Javascript – Python Pandas equivalent in JavaScript

javascriptpandaspython

With this CSV example:

   Source,col1,col2,col3
   foo,1,2,3
   bar,3,4,5

The standard method I use Pandas is this:

  1. Parse CSV

  2. Select columns into a data frame (col1 and col3)

  3. Process the column (e.g. avarage the values of col1 and col3)

Is there a JavaScript library that does that like Pandas?

Best Solution

This wiki will summarize and compare many pandas-like Javascript libraries.

In general, you should check out the d3 Javascript library. d3 is very useful "swiss army knife" for handling data in Javascript, just like pandas is helpful for Python. You may see d3 used frequently like pandas, even if d3 is not exactly a DataFrame/Pandas replacement (i.e. d3 doesn't have the same API; d3 doesn't have Series / DataFrame which behave like in pandas)

Ahmed's answer explains how d3 can be used to achieve some DataFrame functionality, and some of the libraries below were inspired by things like LearnJsData which uses d3 and lodash.

As for DataFrame-style data transformation (splitting, joining, group by etc) , here is a quick list of some of the Javascript libraries.

Note some libraries are Node.js aka Server-side Javascript, some are browser-compatible aka client-side Javascript, and some are Typescript. So use the option that's right for you.

  • danfo-js
    • From Vignesh's answer
    • danfo (which is often imported and aliased as dfd); has a basic DataFrame-type data structure, with the ability to plot directly
    • Built by the team at Tensorflow: "One of the main goals of Danfo.js is to bring data processing, machine learning and AI tools to JavaScript developers. ... Open-source libraries like Numpy and Pandas..."
    • pandas is built on top of numpy; likewise danfo-js is built on tensorflow-js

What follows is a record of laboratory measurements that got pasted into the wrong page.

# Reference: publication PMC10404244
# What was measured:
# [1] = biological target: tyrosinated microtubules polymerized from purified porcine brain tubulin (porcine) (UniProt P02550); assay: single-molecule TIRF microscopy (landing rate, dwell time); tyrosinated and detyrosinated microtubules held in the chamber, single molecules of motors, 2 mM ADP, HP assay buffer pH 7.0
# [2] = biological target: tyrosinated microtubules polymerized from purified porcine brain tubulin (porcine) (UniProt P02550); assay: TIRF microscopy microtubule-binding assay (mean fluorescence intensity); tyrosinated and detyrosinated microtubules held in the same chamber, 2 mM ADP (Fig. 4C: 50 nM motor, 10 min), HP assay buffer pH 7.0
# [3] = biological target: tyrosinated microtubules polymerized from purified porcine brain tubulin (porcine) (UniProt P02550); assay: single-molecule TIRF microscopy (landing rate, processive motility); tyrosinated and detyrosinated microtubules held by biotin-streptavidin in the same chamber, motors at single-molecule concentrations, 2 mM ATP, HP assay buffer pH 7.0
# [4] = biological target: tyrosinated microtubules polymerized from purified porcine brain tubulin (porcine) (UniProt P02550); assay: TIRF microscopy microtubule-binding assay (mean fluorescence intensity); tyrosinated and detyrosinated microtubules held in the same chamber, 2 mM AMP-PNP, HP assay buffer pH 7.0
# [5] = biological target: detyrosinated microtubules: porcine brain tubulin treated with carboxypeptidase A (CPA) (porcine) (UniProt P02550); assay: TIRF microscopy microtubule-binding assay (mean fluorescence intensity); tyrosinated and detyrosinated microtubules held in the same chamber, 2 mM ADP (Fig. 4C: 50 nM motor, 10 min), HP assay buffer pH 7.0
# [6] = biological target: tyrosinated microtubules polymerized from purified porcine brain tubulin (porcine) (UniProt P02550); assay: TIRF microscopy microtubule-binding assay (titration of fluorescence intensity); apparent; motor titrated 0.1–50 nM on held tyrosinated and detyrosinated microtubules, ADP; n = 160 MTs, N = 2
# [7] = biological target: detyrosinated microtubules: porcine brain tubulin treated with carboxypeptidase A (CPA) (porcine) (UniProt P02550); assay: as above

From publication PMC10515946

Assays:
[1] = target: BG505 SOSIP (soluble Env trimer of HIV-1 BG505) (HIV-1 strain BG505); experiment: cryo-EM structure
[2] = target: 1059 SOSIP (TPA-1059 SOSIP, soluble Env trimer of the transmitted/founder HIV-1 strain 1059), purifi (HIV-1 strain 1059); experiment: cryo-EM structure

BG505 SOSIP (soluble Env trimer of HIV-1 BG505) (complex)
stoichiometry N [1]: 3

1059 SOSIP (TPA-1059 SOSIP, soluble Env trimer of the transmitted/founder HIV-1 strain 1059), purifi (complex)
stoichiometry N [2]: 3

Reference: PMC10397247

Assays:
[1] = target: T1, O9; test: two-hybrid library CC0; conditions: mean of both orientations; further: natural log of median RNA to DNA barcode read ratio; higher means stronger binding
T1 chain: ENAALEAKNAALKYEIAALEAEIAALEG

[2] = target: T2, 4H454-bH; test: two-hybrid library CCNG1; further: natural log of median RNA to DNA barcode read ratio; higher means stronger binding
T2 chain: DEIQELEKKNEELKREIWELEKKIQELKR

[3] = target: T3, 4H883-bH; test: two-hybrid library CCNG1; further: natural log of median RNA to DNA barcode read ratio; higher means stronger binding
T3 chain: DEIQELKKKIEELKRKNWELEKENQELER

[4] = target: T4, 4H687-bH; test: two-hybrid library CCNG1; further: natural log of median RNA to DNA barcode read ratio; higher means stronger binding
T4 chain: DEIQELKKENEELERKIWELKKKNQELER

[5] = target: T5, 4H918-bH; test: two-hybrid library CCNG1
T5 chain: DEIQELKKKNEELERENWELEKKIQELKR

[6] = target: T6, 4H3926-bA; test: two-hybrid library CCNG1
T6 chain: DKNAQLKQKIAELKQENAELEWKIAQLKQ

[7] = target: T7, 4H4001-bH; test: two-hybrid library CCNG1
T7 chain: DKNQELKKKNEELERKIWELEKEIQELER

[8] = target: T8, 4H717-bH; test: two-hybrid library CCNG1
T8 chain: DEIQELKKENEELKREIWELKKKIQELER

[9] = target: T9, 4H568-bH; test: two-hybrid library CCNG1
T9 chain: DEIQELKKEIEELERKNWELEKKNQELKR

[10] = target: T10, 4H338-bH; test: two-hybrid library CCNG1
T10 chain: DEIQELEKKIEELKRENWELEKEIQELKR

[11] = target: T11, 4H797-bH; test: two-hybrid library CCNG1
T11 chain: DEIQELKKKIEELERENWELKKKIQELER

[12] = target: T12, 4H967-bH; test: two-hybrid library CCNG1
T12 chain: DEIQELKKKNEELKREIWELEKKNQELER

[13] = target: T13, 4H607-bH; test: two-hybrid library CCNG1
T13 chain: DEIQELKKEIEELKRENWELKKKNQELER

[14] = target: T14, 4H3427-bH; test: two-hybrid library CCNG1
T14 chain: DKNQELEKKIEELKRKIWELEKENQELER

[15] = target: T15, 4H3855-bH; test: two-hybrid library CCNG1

• pandas-js
    • UPDATE The pandas-js repo has not been updated in awhile
    • From STEEL and Feras' answers
    • "pandas.js is an open source (experimental) library mimicking the Python pandas library. It relies on Immutable.js as the NumPy logical equivalent. The main data objects in pandas.js are, like in Python pandas, the Series and the DataFrame."
  • dataframe-js
    • "DataFrame-js provides an immutable data structure for javascript and datascience, the DataFrame, which allows to work on rows and columns with a sql and functional programming inspired api."
  • data-forge
  • jsdataframe
    • "Jsdataframe is a JavaScript data wrangling library inspired by data frame functionality in R and Python Pandas."
  • dataframe
    • "explore data by grouping and reducing."

Then after coming to this question, checking other answers here and doing more searching, I found options like:

  • Apache Arrow in JS
    • Thanks to user Back2Basics suggestion:
    • "Apache Arrow is a columnar memory layout specification for encoding vectors and table-like containers of flat and nested data. Apache Arrow is the emerging standard for large in-memory columnar data (Spark, Pandas, Drill, Graphistry, ...)"
  • Observable
    • At first glance, seems like a JS alternative to the IPython/Jupyter "notebooks"
    • Observable's page promises: "Reactive programming", a "Community", on a "Web Platform"
    • See 5 minute intro here
  • portal.js (formerly recline; from Rufus' answer)
    • MAY BE OUTDATED: Does not use a "DataFrame" API
    • MAY BE OUTDATED: Instead emphasizes its "Multiview" (the UI) API, (similar to jQuery/DOM model) which doesn't require jQuery but does require a browser! More examples
    • MAY BE OUTDATED: Also emphasizes its MVC-ish architecture; including back-end stuff (i.e. database connections)
  • js-data
    • Really more of an ORM! Most of its modules correspond to different data storage questions (js-data-mongodb, js-data-redis, js-data-cloud-datastore), sorting, filtering, etc.
    • On plus-side does work on Node.js as a first-priority; "Works in Node.js and in the Browser."
  • miso (another suggestion from Rufus)
  • AlaSQL
    • "AlaSQL" is an open source SQL database for Javascript with a strong focus on query speed and data source flexibility for both relational data and schemaless data. It works in your browser, Node.js, and Cordova."
  • Some thought experiments:

Here are the criteria we used to consider the above choices

  • General Criteria
    • Language (NodeJS vs browser JS vs Typescript)
    • Dependencies (i.e. if it uses an underlying library / AJAX/remote API's)
    • Actively supported (active user-base, active source repository, etc)
    • Size/speed of JS library
  • Panda's criterias in its R comparison
    • Performance
    • Functionality/flexibility
    • Ease-of-use
  • Similarity to Pandas / Dataframe API's
    • Specifically hits on their main features
    • Data-science emphasis
    • Built-in visualization functions
    • Demonstrated integration in combination with other tools like Jupyter (interactive notebooks), etc